¶ 4 On January 20, 2016, prior to the filing of this foreclosure action, Beverly Yvonne Broughton, by her attorney, Mr. Joseph W. Pieper, and under section 11a-3 of the Probate Act (755 ILCS 5/11a-3 (West 2016)), filed a petition in the probate division of the circuit court seeking the appointment of a guardian for Ms. Hargrett. See In re Estate of Drucilla Hargrett, a disabled person, No. 16-P-368 (Cir. Ct. Cook County). The petition alleged that Ms. Hargrett suffered from dementia and was residing in a care facility in Chicago. On April 21, 2016, the probate court found, by clear and convincing evidence, that Ms. Hargrett lacked sufficient understanding or capacity to make or communicate responsible decisions concerning the care of her person, and was totally unable to manage her estate or financial affairs. Pursuant to this finding, the probate court appointed Ms. Hargrett's daughters, Ms. Broughton and Delia Anderson Farmer, as plenary co-guardians of her person and her estate. ¶ 5 Thereafter, on August 17, 2016, Federal National Mortgage Association (Fannie Mae), filed the instant action against Ms. Hargrett, as the sole mortgagor and owner of the real estate located at 9438 South Prairie Avenue, Chicago, IL 60619 (the "Property"). Fannie Mae sought a judgment of foreclosure and a sale of the Property. ¶ 6 Fannie Mae unsuccessfully attempted to personally serve Ms. Hargrett at the Property. But in October 2016, Fannie Mae served Ms. Hargrett by publication and later "delivered process" to Ms. Hargrett in "c/o" of her co-guardians and their attorney in January and April 2017. ¶ 7 On August 3, 2017, the court entered a default judgment of foreclosure and sale against Ms. Hargrett. A judicial sale of the Property was scheduled for November 8, 2017. ¶ 8 In September 2017, Mr. Hargrett filed a motion to vacate the default judgment of foreclosure and stay the judicial sale. He made the requests as a resident of the Property and the son of Ms. Hargrett, who could not appear herself as she suffers from dementia. In a March 1, 2018 order, the circuit court construed his pleading as a combined petition to intervene and a motion to set aside the judgment. The court's order granted Mr. Hargrett leave to intervene as a permissive and interested party. The order also quashed the publication service on Ms. Hargrett, under O'Halloran v. Luce, 2013 IL App (1st) 113735, ¶ 35 (holding that service by publication on a person found to be incompetent violated due process), and vacated both the order of default and the foreclosure judgment. Fannie Mae was given additional time to serve Ms. Hargrett. ¶ 9 On June 11, 2018, Fannie Mae filed an amended complaint, which added Mr. Hargett and the co-guardians as defendants. The amended complaint was served on the co-guardians through service on their attorney, Mr. Pieper, on or about June 20, 2018. Later in 2018, MTGLQ was substituted as plaintiff. ¶ 10 On August 28, 2018, the co-guardians filed a motion in the probate case to ratify the move of Ms. Hargrett to another state and for additional relief as to the Property. The co- guardians informed the probate court that Ms. Hargrett was now living in a memory care facility in Arkansas, and that she would no longer reside at the Property or receive any benefit from the Property. The co-guardians requested the probate court's authority to consent to the foreclosure of the Property, which is owned by the estate of Ms. Hargrett. They stated that the current balance owed on the mortgage was $159,000, but the value of the Property was about $167,000. The co-guardians believed it was in the best interests of Ms. Hargrett "to release the Real Property and acquiesce to the Foreclosure Action." The probate court granted this motion on August 31, 2018, and gave the co-guardians the "authority to consent to the Cook County Chancery Division Case Number 16 CH 10852 foreclosure action" and the "[a]uthority to release the real property located at 9438 S. Prairie, Chicago, Illinois." ¶ 11 On January 3, 2019, the circuit court in this case entered an order finding defendants in default for their failure to answer the amended complaint, and a judgment of foreclosure and sale ("foreclosure judgment"). The foreclosure judgment included a finding that the court had both personal and subject matter jurisdiction. ¶ 12 On January 15, 2019, Mr. Hargrett moved to vacate the foreclosure judgment, alleging that neither Ms. Hargrett nor her guardians were properly served. On January 24, 2019, the circuit court stayed the foreclosure sale and allowed MTGLQ to file a response to Mr. Hargrett's motion; in particular, to respond regarding the issue of service. In its response, MTGLQ stated that the probate court had authorized the co-guardians to consent to the foreclosure on behalf of Ms. Hargrett. MTGLQ further explained that the co-guardians had agreed that to accept service through service on their counsel, Mr. Pieper. In support of this contention, MTGLQ attached email correspondence between its counsel and Mr. Pieper relating to this agreement. ¶ 13 On February 28, 2019, the circuit court entered an order which denied Mr. Hargrett's motion to vacate the foreclosure judgment and lifted the stay of the sale of the Property. In denying the motion to vacate, the court found that MTGLQ had effectuated service on the co-guardians, and that the court had jurisdiction to enter the foreclosure judgment. The sale of the Property was scheduled for April 5, 2019. ¶ 14 On March 8, 2019, Mr. Hargrett filed a notice of interlocutory appeal under Supreme Court Rule 307(a)(1) (eff. Nov. 1, 2017) from the order entered on February 28, 2019. Mr. Hargrett seeks the reversal of the "order of jurisdiction for case by trial judge" and the vacation of the "orders on sale of the property and emergency stay of current sale." On April 5, 2019, this court granted Mr. Hargrett's amended emergency motion to stay the judicial sale until further order.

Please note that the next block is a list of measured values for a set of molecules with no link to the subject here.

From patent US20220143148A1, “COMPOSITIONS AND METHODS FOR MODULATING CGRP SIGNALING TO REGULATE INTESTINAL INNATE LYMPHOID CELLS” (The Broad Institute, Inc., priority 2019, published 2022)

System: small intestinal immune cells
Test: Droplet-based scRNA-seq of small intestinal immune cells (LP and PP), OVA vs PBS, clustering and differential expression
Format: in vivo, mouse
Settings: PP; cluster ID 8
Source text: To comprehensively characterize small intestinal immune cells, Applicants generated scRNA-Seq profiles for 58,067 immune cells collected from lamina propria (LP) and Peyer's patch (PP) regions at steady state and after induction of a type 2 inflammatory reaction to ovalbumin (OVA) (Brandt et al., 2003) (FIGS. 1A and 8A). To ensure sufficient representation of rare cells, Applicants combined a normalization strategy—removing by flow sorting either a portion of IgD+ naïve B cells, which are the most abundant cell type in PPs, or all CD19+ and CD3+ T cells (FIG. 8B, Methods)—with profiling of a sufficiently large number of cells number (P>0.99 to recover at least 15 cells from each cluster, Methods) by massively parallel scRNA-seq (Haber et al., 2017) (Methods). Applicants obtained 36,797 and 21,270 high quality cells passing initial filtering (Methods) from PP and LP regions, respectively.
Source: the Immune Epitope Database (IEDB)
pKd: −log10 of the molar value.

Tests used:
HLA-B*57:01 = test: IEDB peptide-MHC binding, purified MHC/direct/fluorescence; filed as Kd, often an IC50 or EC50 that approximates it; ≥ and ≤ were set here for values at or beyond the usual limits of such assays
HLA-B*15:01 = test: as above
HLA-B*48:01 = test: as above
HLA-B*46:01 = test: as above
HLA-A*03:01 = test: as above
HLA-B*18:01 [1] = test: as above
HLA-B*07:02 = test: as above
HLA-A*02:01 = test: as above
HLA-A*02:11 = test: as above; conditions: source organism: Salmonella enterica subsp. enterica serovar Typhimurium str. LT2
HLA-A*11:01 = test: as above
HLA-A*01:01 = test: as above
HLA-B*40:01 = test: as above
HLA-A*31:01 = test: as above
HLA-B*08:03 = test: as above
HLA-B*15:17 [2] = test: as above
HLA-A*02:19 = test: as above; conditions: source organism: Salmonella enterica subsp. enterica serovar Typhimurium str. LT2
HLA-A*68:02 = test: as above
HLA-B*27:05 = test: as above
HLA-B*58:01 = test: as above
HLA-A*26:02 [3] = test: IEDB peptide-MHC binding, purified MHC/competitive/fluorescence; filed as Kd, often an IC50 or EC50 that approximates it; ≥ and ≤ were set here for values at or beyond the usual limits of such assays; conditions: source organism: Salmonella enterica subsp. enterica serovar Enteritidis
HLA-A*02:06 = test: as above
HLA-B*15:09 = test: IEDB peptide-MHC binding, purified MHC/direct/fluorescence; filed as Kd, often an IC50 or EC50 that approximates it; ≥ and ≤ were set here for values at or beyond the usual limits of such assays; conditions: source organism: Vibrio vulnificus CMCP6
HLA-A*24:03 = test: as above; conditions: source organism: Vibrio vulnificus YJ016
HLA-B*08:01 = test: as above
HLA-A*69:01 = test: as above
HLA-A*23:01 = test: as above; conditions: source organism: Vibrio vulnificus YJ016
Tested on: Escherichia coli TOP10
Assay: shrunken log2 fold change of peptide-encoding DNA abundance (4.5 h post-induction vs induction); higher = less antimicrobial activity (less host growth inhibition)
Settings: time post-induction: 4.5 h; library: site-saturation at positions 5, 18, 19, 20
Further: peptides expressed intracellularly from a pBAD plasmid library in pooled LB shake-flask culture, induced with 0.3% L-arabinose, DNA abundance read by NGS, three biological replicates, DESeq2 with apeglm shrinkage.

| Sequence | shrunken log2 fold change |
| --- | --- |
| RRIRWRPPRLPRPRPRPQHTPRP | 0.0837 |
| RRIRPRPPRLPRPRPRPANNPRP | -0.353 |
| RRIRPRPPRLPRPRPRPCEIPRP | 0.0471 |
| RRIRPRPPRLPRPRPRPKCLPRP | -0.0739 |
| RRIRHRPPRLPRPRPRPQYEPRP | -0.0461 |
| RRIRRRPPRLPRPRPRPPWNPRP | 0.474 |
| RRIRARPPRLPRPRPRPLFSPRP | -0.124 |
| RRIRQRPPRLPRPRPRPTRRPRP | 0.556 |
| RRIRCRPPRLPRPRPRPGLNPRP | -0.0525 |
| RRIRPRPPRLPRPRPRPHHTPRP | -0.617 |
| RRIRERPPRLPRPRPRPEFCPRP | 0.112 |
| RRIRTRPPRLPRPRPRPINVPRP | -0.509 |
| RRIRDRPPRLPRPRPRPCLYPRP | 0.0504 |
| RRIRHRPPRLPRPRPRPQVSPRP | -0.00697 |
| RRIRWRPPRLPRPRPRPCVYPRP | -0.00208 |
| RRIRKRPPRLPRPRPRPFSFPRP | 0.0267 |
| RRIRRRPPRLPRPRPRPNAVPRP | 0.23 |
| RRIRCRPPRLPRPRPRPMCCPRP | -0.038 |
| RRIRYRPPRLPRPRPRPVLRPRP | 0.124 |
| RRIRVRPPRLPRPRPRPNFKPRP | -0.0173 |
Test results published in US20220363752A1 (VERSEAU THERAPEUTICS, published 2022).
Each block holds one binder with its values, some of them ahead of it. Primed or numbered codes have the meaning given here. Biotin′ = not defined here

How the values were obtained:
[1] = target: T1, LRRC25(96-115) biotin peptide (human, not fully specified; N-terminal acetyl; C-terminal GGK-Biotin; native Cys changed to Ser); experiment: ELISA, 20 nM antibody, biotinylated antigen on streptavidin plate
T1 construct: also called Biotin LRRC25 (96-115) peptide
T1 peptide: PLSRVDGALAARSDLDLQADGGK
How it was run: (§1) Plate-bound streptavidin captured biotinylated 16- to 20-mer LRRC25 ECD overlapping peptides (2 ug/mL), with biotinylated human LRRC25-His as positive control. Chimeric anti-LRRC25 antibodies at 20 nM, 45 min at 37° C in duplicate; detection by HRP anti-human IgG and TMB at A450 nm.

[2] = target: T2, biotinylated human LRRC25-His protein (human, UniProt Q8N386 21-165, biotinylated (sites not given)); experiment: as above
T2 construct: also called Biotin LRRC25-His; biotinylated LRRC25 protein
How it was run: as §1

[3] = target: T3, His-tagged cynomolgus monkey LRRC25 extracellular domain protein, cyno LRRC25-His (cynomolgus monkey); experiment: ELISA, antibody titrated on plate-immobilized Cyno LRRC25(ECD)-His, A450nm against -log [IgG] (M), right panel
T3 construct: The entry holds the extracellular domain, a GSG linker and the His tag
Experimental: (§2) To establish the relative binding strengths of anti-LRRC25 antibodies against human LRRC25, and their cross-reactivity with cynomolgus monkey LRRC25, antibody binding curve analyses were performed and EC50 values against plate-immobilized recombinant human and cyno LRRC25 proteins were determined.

¶ 15 II. ANALYSIS